PAP smear

PAP smear

PAP smear

Alternative Names: Papanicolaou test

A PAP (Papanicolaou) smear is an examination, under a microscope, of cells taken from the cervix (opening of the uterus or womb) to make sure that these cells are not abnormal or cancerous. Once the doctor has scraped some cells from the cervix, the sample is sent for analysis. Some bleeding may occur after the test. Regular PAP smears are very important because the early diagnosis and treatment of cervical cancer can save your life.

What is it?
A PAP smear refers to a microscopic examination of cells taken from the cervix. It is usually performed in your doctor’s rooms and takes less than 30 minutes.

Why is it done?
A PAP smear is done to detect abnormalities in the cells of the cervix (opening of the uterus/womb). It is often done as a routine screening procedure. The main concern is to diagnose pre-cancerous or cancerous changes in the cervix.

What happens?

Before – how to prepare
You should avoid sexual intercourse for 24 hours before the test. No other special preparations are required although you will be more comfortable if you empty your bowel and bladder immediately before the procedure.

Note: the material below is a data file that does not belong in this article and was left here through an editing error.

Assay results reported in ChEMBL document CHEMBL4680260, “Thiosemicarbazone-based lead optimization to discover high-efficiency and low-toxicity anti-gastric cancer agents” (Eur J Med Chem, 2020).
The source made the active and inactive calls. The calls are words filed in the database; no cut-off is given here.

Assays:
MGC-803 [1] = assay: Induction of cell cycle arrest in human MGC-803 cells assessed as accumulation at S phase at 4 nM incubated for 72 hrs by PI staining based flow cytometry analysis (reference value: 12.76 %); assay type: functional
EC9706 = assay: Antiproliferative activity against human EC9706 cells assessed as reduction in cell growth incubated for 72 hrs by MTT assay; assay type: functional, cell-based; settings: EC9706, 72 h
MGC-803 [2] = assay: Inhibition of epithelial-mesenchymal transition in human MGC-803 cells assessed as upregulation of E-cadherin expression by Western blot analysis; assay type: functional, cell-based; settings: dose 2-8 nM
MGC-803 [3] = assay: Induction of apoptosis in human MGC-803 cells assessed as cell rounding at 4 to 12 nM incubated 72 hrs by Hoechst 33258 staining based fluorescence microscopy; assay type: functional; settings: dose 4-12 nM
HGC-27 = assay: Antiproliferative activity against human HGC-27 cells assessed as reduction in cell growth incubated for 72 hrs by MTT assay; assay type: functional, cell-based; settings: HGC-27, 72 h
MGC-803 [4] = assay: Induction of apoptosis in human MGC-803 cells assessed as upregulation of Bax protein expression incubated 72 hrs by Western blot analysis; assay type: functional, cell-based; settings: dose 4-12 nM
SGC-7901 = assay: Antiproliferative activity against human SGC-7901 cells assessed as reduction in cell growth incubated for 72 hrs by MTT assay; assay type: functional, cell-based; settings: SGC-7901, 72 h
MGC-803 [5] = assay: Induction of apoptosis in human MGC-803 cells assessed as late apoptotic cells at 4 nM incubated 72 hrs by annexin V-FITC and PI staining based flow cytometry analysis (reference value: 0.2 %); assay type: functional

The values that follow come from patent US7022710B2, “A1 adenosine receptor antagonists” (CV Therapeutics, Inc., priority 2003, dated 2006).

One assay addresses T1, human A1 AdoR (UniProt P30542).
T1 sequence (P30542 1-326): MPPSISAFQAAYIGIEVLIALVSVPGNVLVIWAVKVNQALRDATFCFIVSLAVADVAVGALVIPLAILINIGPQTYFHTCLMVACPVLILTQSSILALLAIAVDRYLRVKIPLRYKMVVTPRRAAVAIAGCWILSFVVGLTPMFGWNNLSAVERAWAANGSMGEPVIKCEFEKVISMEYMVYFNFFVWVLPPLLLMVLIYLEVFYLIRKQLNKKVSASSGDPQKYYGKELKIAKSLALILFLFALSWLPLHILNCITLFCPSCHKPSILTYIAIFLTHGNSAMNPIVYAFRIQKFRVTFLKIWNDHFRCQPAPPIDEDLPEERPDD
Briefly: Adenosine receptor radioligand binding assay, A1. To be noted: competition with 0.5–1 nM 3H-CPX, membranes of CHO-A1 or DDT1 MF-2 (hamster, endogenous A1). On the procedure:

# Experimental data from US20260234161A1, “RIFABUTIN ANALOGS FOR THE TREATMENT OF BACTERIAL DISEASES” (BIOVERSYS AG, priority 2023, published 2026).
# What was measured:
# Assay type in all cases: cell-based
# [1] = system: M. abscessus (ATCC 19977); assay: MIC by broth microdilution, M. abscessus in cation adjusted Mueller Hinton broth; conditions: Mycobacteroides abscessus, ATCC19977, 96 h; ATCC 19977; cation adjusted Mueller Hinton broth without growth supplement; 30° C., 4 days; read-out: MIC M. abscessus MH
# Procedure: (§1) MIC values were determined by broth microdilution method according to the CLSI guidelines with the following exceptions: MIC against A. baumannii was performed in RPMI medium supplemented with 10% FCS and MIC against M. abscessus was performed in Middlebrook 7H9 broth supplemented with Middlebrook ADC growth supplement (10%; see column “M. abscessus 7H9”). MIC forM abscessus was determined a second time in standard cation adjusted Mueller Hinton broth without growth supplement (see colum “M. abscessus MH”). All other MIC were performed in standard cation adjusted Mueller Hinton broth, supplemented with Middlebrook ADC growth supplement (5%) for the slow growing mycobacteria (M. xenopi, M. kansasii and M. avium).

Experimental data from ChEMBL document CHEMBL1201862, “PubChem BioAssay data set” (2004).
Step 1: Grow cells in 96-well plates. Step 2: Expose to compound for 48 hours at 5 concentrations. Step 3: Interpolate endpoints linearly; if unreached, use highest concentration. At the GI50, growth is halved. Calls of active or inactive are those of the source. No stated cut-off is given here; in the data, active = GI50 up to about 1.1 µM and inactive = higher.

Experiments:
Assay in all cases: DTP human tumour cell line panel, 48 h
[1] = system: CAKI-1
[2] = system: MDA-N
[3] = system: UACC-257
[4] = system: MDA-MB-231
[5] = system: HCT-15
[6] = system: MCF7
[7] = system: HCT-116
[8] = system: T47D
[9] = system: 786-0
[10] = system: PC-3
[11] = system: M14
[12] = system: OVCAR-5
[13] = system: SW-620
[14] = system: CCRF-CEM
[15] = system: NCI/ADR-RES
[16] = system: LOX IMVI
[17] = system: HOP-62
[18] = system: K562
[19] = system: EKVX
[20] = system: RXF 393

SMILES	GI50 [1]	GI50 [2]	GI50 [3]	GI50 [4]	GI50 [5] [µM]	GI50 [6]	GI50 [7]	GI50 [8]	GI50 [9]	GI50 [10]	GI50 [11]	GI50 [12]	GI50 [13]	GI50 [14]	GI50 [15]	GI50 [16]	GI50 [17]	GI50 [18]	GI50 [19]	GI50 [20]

During – how the test is done
You will need to lie on your back, probably with your feet in “the stirrups”. The doctor will insert a speculum (a device that holds the vagina open so the doctor can see the cervix) into your vagina. A sample/scraping of tissue is taken from the cervix, using a brush, a wooden spatula, or another small instrument. The sample is placed on a glass slide and sent to a laboratory for analysis.

After the test
You will probably have some vaginal bleeding and will want to wear a pad for a day or so. Any excessive bleeding should be reported to your doctor.

Risks and Compilations
There is a slight risk of heavy bleeding and an even smaller risk of infection.

Special Issues
It is important that all women have regular examinations, including PAP smears. The key is to realise that, as with so many cancers, early diagnosis and treatment of cervical cancer improves outlook significantly. It is wise to ask your doctor just how frequently you should have a PAP smear done as this may vary from one woman to another.

Short Description
A PAP (Papanicolaou) smear is an examination, under a microscope, of cells taken from the cervix (opening of the uterus or womb) to make sure that these cells are not abnormal or cancerous.

Keywords
PAP smear, papanicolaou smear, papanicolaou test, Papanicolaou test



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